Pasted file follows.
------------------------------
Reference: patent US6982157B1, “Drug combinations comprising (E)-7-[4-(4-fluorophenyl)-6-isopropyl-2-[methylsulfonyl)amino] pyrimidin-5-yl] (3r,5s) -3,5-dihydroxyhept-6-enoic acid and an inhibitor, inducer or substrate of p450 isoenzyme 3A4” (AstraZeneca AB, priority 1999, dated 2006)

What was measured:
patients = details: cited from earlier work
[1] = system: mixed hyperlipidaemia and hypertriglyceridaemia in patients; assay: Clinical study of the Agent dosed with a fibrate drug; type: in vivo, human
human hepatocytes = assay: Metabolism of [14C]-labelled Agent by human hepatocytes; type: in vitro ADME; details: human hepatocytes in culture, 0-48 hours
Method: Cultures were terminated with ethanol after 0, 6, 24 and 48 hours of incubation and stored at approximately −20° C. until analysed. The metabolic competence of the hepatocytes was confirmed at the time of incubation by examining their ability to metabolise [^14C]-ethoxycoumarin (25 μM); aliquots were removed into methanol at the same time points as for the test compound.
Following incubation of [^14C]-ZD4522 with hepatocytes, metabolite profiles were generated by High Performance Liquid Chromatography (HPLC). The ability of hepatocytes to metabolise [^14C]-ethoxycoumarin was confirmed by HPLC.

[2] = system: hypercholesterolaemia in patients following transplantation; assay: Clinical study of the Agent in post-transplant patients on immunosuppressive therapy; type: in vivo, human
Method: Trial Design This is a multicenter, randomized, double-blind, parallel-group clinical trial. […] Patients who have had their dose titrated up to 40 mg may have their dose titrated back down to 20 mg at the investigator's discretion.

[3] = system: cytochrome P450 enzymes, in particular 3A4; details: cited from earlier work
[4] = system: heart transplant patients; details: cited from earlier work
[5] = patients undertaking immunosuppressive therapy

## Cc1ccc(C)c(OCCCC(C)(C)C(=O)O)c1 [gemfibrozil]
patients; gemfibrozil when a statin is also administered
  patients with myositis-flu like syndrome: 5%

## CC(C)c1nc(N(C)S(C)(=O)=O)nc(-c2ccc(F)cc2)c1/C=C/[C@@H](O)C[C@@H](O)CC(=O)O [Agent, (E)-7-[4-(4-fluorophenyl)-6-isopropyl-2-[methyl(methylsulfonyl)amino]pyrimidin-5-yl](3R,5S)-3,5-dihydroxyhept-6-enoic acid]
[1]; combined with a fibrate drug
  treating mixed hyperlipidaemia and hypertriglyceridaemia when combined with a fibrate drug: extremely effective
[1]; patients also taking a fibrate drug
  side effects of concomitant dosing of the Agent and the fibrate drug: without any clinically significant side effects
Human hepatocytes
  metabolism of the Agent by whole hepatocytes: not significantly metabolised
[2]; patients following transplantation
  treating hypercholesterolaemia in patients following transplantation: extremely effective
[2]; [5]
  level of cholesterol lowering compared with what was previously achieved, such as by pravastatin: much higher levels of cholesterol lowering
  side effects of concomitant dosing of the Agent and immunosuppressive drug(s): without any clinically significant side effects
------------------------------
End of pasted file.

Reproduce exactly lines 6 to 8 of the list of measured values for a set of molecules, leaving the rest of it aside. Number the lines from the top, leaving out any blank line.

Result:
Method: Cultures were terminated with ethanol after 0, 6, 24 and 48 hours of incubation and stored at approximately −20° C. until analysed. The metabolic competence of the hepatocytes was confirmed at the time of incubation by examining their ability to metabolise [^14C]-ethoxycoumarin (25 μM); aliquots were removed into methanol at the same time points as for the test compound.
Following incubation of [^14C]-ZD4522 with hepatocytes, metabolite profiles were generated by High Performance Liquid Chromatography (HPLC). The ability of hepatocytes to metabolise [^14C]-ethoxycoumarin was confirmed by HPLC.

[2] = system: hypercholesterolaemia in patients following transplantation; assay: Clinical study of the Agent in post-transplant patients on immunosuppressive therapy; type: in vivo, human